That all sounds amazing. Do you have open days?
We have 5 acres on the Bellarine and I have done a permaculture plan for it.
We want to build a rammed earth house there also.
Hi Gemma, the previous owners are still living in the house, while they’re building close by. They’re gorgeous people and have graciously agreed for us to develop all this and go crazy all around them. But so once we get the house too, we’ll have open days, etc. We hope to run permie workshops and related events too. We must now start the whole rigmarole to find out what we may be able to do here – permits, etc.
Your place on the Bellarine sounds amazing too! (We’re a bit cramped for all we want to do here – but we’re flying full speed ahead 🙂 )
One of my former employers was rather rough with machinery. He certainly never hot rodded any of it around, but he sometimes got one of the tractors stuck while doing things that the tractor should not have been doing. Rather than tell me about getting it stuck over a berm, he pulled it out with my elegant old Buick. The problem was that there was no one on the tractor to apply the brake. No problem he could not solve. He just stopped it with the rear bumper. Another problem was that the rear bumper was insufficient for the task. No problem again . . . the tailgate and other parts in front of the bumper were sufficient to stop the tractor. He put the car back where I had left it, as if I would not notice.
Whoa – that’s a tough guy – on the machinery and you!
He took very good care of me. He just did not go easy on machinery. He does not understand why I am so uptight about the cars. I still have my first car that I got before I got my driver’s license, so I do know how to take care of them. (He is not allowed to drive the old Dodge.) He does not not own a car, and does not drive unless he needs to. I hope to go back to work for him next year, and never leave.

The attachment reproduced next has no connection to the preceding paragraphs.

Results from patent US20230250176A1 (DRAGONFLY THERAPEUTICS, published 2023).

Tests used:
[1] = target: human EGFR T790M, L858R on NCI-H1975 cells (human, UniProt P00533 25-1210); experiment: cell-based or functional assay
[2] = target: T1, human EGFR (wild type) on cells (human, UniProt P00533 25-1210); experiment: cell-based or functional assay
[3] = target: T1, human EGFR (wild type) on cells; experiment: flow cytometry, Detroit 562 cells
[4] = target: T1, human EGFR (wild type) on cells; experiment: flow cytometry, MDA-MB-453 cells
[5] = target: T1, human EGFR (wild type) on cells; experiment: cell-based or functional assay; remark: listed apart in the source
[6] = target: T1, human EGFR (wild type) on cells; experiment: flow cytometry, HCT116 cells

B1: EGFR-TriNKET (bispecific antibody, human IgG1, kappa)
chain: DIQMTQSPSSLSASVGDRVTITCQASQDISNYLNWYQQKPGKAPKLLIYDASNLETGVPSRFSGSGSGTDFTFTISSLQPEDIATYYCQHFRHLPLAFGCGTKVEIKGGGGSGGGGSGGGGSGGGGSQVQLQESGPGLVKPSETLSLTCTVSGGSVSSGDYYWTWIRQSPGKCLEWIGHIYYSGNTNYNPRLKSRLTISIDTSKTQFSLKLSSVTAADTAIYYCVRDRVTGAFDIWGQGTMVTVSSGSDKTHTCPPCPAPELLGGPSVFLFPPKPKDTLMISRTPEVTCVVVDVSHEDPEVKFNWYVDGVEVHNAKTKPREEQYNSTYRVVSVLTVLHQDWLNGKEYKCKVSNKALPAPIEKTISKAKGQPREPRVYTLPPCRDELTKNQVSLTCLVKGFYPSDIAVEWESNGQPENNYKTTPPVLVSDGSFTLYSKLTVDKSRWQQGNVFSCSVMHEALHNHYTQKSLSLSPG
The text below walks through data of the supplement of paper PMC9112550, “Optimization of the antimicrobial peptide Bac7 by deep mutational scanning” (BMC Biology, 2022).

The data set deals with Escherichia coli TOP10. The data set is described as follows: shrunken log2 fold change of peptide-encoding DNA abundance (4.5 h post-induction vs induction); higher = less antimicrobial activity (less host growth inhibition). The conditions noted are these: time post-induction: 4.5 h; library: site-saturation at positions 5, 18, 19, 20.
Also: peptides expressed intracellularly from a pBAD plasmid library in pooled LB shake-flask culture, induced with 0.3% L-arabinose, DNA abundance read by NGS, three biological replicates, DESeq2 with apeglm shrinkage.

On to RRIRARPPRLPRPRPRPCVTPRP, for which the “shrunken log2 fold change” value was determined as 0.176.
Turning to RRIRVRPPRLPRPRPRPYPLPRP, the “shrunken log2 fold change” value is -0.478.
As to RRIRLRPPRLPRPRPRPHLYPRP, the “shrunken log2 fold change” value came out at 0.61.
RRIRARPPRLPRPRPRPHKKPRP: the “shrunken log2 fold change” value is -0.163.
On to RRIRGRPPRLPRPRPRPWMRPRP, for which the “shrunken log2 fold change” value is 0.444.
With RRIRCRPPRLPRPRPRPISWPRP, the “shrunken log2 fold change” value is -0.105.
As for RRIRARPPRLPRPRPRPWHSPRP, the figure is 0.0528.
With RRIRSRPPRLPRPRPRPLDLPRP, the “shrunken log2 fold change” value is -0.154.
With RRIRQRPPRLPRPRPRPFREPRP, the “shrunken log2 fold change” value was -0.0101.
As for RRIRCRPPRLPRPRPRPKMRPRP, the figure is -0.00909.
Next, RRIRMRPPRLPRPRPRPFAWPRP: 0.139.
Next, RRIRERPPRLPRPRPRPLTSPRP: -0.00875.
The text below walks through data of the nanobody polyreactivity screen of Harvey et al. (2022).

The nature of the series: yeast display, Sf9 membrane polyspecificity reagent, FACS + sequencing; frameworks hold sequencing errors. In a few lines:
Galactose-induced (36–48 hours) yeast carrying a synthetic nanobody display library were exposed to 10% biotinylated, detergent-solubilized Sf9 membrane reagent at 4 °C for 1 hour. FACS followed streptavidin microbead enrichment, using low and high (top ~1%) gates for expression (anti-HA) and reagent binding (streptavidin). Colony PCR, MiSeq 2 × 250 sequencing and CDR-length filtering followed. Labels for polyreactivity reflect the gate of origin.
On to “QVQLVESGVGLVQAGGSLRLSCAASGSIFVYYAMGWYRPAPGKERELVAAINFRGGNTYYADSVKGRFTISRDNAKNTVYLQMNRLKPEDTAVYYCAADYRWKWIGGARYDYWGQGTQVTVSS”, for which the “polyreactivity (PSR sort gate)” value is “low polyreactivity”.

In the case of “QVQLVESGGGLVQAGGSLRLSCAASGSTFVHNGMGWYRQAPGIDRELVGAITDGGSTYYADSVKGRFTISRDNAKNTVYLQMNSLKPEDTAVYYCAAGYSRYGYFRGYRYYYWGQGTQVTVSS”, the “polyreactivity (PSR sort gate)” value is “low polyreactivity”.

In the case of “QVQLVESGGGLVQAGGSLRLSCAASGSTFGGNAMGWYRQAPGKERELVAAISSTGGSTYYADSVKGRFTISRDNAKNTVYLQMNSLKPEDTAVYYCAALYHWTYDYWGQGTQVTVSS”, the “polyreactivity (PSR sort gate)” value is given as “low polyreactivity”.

Someone advised me that lucerne would be the best green manure for my garden but so far I haven’t been able to find any. Anyway, I hope it does the trick in your garden, Martin.
Hi Helen that’s why we planted it as well – for green manure, chicken fodder, compost input, etc. I got my seeds as part of an autumn cover crop package (for whatever sense that makes, as you sow it in spring!) It’s a hard one to get a smallish quantity of seed for, most are sold in huge bulk. You sometimes get it as part of a chicken / poultry forage mix too, if you don’t mind the mix.
I imagine I was looking at the wrong time of year (late summer) but I’ll keep a look out. Probably mail order would be the best option, although in some ways the need has passed now.
Anyway, I hope the lucerne fulfils all your needs.
Definitely busy busy! Interesting that the greenhouse strawberries were slower to get started. Maybe they got a bit starved in the pots? Or just the hassle of settling in once transplanted.
Yes it is interesting… I had a long discussion with my neighbour (who grows very successfully in his greenhouse) and he reckoned even though we have compost in our seedling mix, we should add blood and bone, and the odd sprinkling with a seaweed extract (diluted obviously) wouldn’t harm them either. So we’re trying the seaweed solution on our young tomatoes now 🙂